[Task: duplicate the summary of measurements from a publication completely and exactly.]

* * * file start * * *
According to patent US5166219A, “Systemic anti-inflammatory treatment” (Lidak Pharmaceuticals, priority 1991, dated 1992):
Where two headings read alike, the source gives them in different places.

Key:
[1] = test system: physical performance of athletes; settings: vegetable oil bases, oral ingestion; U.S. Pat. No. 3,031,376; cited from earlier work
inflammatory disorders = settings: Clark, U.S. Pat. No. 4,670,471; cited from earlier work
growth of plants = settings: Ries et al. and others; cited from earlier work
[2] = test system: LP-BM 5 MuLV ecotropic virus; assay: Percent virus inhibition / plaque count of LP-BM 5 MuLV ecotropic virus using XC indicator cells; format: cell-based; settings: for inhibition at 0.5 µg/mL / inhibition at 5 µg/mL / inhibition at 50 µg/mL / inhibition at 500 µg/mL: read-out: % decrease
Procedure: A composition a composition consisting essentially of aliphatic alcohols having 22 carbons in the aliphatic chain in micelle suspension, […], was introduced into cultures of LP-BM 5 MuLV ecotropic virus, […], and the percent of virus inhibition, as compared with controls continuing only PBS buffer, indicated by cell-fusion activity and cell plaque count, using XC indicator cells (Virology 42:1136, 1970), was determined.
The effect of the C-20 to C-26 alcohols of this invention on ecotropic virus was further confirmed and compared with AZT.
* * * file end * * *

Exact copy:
According to patent US5166219A, “Systemic anti-inflammatory treatment” (Lidak Pharmaceuticals, priority 1991, dated 1992):
Where two headings read alike, the source gives them in different places.

Key:
[1] = test system: physical performance of athletes; settings: vegetable oil bases, oral ingestion; U.S. Pat. No. 3,031,376; cited from earlier work
inflammatory disorders = settings: Clark, U.S. Pat. No. 4,670,471; cited from earlier work
growth of plants = settings: Ries et al. and others; cited from earlier work
[2] = test system: LP-BM 5 MuLV ecotropic virus; assay: Percent virus inhibition / plaque count of LP-BM 5 MuLV ecotropic virus using XC indicator cells; format: cell-based; settings: for inhibition at 0.5 µg/mL / inhibition at 5 µg/mL / inhibition at 50 µg/mL / inhibition at 500 µg/mL: read-out: % decrease
Procedure: A composition a composition consisting essentially of aliphatic alcohols having 22 carbons in the aliphatic chain in micelle suspension, […], was introduced into cultures of LP-BM 5 MuLV ecotropic virus, […], and the percent of virus inhibition, as compared with controls continuing only PBS buffer, indicated by cell-fusion activity and cell plaque count, using XC indicator cells (Virology 42:1136, 1970), was determined.
The effect of the C-20 to C-26 alcohols of this invention on ecotropic virus was further confirmed and compared with AZT.